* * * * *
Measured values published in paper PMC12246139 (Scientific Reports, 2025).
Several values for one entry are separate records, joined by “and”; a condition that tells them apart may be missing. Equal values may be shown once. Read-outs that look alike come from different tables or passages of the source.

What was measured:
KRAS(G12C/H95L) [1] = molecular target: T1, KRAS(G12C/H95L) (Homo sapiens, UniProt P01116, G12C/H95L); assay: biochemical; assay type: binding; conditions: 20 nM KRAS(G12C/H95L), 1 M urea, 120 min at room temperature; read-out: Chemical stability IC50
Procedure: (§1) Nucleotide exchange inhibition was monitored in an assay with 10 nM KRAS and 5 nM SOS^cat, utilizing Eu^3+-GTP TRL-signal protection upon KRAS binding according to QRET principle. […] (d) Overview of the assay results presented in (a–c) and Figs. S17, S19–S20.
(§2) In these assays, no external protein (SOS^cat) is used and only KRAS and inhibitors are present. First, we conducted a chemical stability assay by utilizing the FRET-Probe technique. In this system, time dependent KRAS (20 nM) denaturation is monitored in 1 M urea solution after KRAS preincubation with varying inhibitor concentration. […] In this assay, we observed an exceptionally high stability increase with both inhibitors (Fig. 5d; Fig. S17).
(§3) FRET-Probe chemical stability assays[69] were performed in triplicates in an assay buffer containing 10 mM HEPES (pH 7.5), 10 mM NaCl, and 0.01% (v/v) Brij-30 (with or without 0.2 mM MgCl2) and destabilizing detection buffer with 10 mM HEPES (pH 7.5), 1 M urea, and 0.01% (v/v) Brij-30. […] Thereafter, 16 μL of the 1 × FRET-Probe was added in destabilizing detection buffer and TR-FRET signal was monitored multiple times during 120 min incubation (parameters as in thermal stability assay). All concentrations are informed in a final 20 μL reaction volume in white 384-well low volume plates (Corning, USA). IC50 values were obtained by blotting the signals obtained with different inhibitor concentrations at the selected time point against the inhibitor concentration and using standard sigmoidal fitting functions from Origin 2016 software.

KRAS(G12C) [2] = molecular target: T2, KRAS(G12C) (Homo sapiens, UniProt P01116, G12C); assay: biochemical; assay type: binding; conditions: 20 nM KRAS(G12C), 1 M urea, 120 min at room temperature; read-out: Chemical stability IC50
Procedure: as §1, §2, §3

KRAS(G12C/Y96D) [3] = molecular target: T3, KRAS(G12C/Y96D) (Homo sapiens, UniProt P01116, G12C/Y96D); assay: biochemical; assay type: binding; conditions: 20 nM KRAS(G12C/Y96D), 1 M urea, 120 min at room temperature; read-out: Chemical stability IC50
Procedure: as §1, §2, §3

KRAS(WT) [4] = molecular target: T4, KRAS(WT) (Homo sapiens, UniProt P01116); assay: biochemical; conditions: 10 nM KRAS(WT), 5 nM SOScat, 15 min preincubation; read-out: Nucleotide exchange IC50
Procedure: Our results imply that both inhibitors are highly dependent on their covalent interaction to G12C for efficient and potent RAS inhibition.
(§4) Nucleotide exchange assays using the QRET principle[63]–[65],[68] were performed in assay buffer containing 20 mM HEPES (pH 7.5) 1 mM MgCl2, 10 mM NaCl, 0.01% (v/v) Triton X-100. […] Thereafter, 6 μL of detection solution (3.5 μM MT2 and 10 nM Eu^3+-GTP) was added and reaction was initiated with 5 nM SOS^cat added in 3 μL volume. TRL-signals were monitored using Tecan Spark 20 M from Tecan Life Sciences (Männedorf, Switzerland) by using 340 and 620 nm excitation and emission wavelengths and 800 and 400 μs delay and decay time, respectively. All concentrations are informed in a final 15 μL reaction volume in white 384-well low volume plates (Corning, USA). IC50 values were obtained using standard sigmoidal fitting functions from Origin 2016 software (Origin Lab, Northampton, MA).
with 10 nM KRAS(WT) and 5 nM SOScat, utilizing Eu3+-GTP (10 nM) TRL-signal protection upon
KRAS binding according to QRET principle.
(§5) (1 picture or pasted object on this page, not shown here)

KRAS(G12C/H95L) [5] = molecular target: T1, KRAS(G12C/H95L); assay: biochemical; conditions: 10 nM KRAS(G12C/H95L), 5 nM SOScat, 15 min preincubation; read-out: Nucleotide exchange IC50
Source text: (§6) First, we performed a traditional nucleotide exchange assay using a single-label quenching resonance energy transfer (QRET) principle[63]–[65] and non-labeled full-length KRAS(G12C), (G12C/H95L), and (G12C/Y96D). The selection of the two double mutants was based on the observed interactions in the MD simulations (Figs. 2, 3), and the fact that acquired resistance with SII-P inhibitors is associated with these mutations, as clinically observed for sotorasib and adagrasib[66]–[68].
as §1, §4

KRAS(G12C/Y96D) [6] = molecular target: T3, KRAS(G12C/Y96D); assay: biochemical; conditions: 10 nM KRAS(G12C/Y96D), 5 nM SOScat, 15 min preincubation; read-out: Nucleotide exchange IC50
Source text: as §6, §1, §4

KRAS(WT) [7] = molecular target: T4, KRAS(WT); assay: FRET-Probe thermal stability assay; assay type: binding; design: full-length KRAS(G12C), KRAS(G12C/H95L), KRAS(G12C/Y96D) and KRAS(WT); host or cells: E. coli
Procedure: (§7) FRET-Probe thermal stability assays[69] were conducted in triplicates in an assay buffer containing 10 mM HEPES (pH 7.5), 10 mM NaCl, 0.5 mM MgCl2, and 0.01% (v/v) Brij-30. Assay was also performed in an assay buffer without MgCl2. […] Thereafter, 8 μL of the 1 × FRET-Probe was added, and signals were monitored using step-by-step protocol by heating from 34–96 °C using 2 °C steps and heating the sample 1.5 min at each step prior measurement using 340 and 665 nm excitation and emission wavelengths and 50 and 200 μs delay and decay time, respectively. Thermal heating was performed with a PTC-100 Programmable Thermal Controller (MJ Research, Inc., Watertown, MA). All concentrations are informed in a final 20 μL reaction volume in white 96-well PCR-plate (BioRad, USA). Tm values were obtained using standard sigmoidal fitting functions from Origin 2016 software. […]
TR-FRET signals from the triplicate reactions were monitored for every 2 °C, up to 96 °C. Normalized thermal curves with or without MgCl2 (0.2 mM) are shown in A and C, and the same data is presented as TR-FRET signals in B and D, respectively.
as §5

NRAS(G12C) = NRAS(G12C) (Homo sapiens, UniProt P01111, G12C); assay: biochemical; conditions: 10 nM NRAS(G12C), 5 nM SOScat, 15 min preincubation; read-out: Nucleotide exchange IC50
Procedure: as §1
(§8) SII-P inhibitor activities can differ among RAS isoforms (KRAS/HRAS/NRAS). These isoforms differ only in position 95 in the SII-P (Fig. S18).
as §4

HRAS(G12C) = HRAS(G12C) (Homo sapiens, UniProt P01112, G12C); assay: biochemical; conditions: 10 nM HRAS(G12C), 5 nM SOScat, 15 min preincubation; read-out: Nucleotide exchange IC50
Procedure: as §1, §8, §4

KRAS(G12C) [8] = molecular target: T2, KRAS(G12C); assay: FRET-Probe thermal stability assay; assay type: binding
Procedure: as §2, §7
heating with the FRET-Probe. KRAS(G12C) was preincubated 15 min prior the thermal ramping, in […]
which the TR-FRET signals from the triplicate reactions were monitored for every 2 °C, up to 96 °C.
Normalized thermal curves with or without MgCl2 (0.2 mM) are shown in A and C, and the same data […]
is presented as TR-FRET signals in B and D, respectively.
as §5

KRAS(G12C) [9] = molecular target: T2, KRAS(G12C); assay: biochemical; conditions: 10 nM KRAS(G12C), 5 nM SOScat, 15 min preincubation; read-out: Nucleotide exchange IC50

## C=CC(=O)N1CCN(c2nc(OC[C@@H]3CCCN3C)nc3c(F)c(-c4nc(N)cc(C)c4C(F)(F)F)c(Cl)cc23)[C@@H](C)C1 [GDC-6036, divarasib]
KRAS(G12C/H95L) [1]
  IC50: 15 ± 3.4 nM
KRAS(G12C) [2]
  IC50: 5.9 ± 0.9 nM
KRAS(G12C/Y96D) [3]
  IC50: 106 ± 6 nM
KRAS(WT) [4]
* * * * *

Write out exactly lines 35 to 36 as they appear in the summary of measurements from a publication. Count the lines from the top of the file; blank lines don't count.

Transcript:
heating with the FRET-Probe. KRAS(G12C) was preincubated 15 min prior the thermal ramping, in […]
which the TR-FRET signals from the triplicate reactions were monitored for every 2 °C, up to 96 °C.